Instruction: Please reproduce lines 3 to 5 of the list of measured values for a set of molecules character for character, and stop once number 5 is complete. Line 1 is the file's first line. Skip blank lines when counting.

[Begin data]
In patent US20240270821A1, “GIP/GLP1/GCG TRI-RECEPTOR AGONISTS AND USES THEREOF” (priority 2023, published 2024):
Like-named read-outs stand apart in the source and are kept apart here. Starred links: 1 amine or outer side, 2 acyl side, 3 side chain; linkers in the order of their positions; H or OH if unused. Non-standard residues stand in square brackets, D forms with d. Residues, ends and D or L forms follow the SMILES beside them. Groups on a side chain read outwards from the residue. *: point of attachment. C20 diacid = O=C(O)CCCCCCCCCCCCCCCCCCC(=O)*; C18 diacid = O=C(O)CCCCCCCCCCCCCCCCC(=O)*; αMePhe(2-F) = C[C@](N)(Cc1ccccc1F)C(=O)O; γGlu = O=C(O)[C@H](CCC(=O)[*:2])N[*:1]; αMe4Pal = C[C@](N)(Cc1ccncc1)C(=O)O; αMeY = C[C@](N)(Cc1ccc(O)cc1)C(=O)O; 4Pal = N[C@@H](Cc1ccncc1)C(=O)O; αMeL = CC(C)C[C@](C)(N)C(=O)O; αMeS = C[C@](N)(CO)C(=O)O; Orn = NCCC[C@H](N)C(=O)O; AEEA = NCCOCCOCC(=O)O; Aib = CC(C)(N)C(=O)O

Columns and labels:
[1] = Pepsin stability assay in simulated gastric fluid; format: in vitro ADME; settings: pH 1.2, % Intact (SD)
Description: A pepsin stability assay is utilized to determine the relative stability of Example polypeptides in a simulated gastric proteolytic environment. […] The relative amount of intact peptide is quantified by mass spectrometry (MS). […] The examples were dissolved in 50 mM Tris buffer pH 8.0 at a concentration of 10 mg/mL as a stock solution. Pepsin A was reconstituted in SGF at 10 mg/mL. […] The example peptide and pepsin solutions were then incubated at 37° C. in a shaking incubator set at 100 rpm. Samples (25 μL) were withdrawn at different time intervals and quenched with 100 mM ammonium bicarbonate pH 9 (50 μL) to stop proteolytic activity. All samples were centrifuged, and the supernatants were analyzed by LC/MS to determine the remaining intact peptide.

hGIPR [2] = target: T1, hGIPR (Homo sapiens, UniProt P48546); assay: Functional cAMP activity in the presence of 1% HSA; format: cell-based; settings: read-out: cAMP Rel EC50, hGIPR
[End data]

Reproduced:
Columns and labels:
[1] = Pepsin stability assay in simulated gastric fluid; format: in vitro ADME; settings: pH 1.2, % Intact (SD)
Description: A pepsin stability assay is utilized to determine the relative stability of Example polypeptides in a simulated gastric proteolytic environment. […] The relative amount of intact peptide is quantified by mass spectrometry (MS). […] The examples were dissolved in 50 mM Tris buffer pH 8.0 at a concentration of 10 mg/mL as a stock solution. Pepsin A was reconstituted in SGF at 10 mg/mL. […] The example peptide and pepsin solutions were then incubated at 37° C. in a shaking incubator set at 100 rpm. Samples (25 μL) were withdrawn at different time intervals and quenched with 100 mM ammonium bicarbonate pH 9 (50 μL) to stop proteolytic activity. All samples were centrifuged, and the supernatants were analyzed by LC/MS to determine the remaining intact peptide.